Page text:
Key DM food safety initiatives and ISO 17020 recognition dominate plenary session
Initiatives taken by Dubai Municipality on food safety dominated the opening session of the 2012 Dubai International Food Safety Conference on February 21 at Al Mutaqa Hall of the Dubai International Convention & Exhibition Centre.
H.E. Eng Hussain Nasser Lootah, the Director General of Dubai Municipality, inaugurated the Conference, into its seventh year. Khalid Mohammed Sharif, Director of the Food Control Department and David Tharp of IAFP gave key speeches.
In his speech, Mr Sharif spoke on the programmes initiated by Dubai Municipality, adding that while they were important, much more needed to be accomplished. One of the programmes, Mr Sharif said, involved cooperation with the Dubai Health Authority, with the aim of controlling and tackling diseases. The programme, he said, made it possible to reduce the number of food poisoning cases to 70 for every 1,000 people.
In his speech, Mr Sharif also stressed on the importance of cooperation at the federal level and also at the GCC level when it came to implementing key programmes.
For IAFP, the conference represented the first time it was conducting a symposium on food safety, in association with Dubai Municipality. Tharp said that IAFP was proud to work to improve the broad appeal of the conference. “With these efforts, we can all benefit from a safer food supply, and we can help protect and improve the food that directly affects the safety,” Tharp said.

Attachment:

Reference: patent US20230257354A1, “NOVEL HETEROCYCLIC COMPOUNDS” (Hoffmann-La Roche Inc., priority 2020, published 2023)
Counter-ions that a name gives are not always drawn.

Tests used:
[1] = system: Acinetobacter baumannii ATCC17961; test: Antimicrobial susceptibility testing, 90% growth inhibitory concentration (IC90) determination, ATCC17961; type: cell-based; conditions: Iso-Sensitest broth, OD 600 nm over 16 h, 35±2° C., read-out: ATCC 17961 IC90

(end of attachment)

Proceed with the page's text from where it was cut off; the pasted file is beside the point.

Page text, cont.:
The opening session was also an occasion for Dubai Municipality to announce the singular honour it had received in the form of the Accreditation Certificate for ISO 17020.
It was the first time a government department in the region had received the qualification.
Later, Caroline Smith DeWaal, Food Safety Director at the Centre for Science in Public Interest (CSPI), USA, addressed the audience, discussing the topic, ‘The Future of Food Safety’.
“The issue of food safety is a concern for consumers around the world,” she said.
One of CSPI’s initiatives is the Safe Food International project (SPI), which is aimed at collecting and analysing outbreak reports in three world regions to raise global safety standards.
In DeWaal’s view, the key challenges the global food safety industry was currently facing included countries’ increasing reliance on food imports, as well as emerging pathogens, such as the one that, last year, caused the deadly E. coli outbreak in Germany.
In her address, DeWaal said she believed that the Hazard Analysis and Critical Control points (HACCP) framework, which incorporated a scientific approach to assess food safety standards, was the way forward to control food-borne illnesses.
However, it was paramount to carry out a thorough hazard analysis and institute controls for food safety hazards, such as active food-borne surveillance systems and rapid alert systems, she added.
Countries like the US, Japan, UAE and Saudi Arabia, among others, are heavily reliant on food imports to feed their population, DeWaal said. The key challenge, she argued, was in identifying a method which would allow governments to control food safety hazards in foods that are not even present in the domestic food chain.
DeWaal argued that the use of different sources of information and the role played by consumer organisations could significantly contribute to improving food safety standards.
Furthermore, non-governmental organisations, like WHO and FAO, needed to invest more in developing tools for food safety, she observed, although so far they have been often held back by shortage of funding.